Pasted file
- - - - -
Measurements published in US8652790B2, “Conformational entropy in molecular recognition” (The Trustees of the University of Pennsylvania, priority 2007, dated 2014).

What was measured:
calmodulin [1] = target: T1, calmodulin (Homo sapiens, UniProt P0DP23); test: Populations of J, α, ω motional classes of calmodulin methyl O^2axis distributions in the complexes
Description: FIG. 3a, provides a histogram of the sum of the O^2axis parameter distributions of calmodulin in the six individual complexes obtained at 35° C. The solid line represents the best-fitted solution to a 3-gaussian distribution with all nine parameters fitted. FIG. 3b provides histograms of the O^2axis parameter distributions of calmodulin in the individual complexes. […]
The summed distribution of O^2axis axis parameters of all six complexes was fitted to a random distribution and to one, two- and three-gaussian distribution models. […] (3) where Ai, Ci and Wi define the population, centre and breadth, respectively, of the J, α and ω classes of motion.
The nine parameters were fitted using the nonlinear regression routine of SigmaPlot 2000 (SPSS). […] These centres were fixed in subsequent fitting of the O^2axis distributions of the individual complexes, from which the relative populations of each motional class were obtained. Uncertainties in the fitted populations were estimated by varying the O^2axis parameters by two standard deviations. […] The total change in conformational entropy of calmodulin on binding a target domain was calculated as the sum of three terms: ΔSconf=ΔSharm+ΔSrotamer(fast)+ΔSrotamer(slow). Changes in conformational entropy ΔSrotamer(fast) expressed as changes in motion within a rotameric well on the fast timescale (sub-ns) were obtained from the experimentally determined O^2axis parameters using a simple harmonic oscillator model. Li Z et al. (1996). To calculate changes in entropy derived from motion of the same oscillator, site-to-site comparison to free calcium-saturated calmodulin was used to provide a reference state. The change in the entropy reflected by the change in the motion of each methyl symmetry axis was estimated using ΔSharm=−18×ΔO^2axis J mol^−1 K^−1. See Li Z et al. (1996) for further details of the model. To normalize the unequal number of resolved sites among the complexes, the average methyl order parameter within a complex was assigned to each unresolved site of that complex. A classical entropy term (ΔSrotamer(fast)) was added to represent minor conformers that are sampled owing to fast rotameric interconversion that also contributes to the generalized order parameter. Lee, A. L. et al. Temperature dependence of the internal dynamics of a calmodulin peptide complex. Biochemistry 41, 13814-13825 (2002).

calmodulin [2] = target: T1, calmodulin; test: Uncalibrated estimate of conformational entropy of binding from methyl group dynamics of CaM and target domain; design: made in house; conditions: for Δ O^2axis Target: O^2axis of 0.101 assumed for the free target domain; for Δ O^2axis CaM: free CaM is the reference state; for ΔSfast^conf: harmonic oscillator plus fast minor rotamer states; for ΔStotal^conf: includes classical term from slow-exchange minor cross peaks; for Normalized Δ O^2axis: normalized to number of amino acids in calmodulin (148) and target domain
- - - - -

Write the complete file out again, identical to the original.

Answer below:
Measurements published in US8652790B2, “Conformational entropy in molecular recognition” (The Trustees of the University of Pennsylvania, priority 2007, dated 2014).

What was measured:
calmodulin [1] = target: T1, calmodulin (Homo sapiens, UniProt P0DP23); test: Populations of J, α, ω motional classes of calmodulin methyl O^2axis distributions in the complexes
Description: FIG. 3a, provides a histogram of the sum of the O^2axis parameter distributions of calmodulin in the six individual complexes obtained at 35° C. The solid line represents the best-fitted solution to a 3-gaussian distribution with all nine parameters fitted. FIG. 3b provides histograms of the O^2axis parameter distributions of calmodulin in the individual complexes. […]
The summed distribution of O^2axis axis parameters of all six complexes was fitted to a random distribution and to one, two- and three-gaussian distribution models. […] (3) where Ai, Ci and Wi define the population, centre and breadth, respectively, of the J, α and ω classes of motion.
The nine parameters were fitted using the nonlinear regression routine of SigmaPlot 2000 (SPSS). […] These centres were fixed in subsequent fitting of the O^2axis distributions of the individual complexes, from which the relative populations of each motional class were obtained. Uncertainties in the fitted populations were estimated by varying the O^2axis parameters by two standard deviations. […] The total change in conformational entropy of calmodulin on binding a target domain was calculated as the sum of three terms: ΔSconf=ΔSharm+ΔSrotamer(fast)+ΔSrotamer(slow). Changes in conformational entropy ΔSrotamer(fast) expressed as changes in motion within a rotameric well on the fast timescale (sub-ns) were obtained from the experimentally determined O^2axis parameters using a simple harmonic oscillator model. Li Z et al. (1996). To calculate changes in entropy derived from motion of the same oscillator, site-to-site comparison to free calcium-saturated calmodulin was used to provide a reference state. The change in the entropy reflected by the change in the motion of each methyl symmetry axis was estimated using ΔSharm=−18×ΔO^2axis J mol^−1 K^−1. See Li Z et al. (1996) for further details of the model. To normalize the unequal number of resolved sites among the complexes, the average methyl order parameter within a complex was assigned to each unresolved site of that complex. A classical entropy term (ΔSrotamer(fast)) was added to represent minor conformers that are sampled owing to fast rotameric interconversion that also contributes to the generalized order parameter. Lee, A. L. et al. Temperature dependence of the internal dynamics of a calmodulin peptide complex. Biochemistry 41, 13814-13825 (2002).

calmodulin [2] = target: T1, calmodulin; test: Uncalibrated estimate of conformational entropy of binding from methyl group dynamics of CaM and target domain; design: made in house; conditions: for Δ O^2axis Target: O^2axis of 0.101 assumed for the free target domain; for Δ O^2axis CaM: free CaM is the reference state; for ΔSfast^conf: harmonic oscillator plus fast minor rotamer states; for ΔStotal^conf: includes classical term from slow-exchange minor cross peaks; for Normalized Δ O^2axis: normalized to number of amino acids in calmodulin (148) and target domain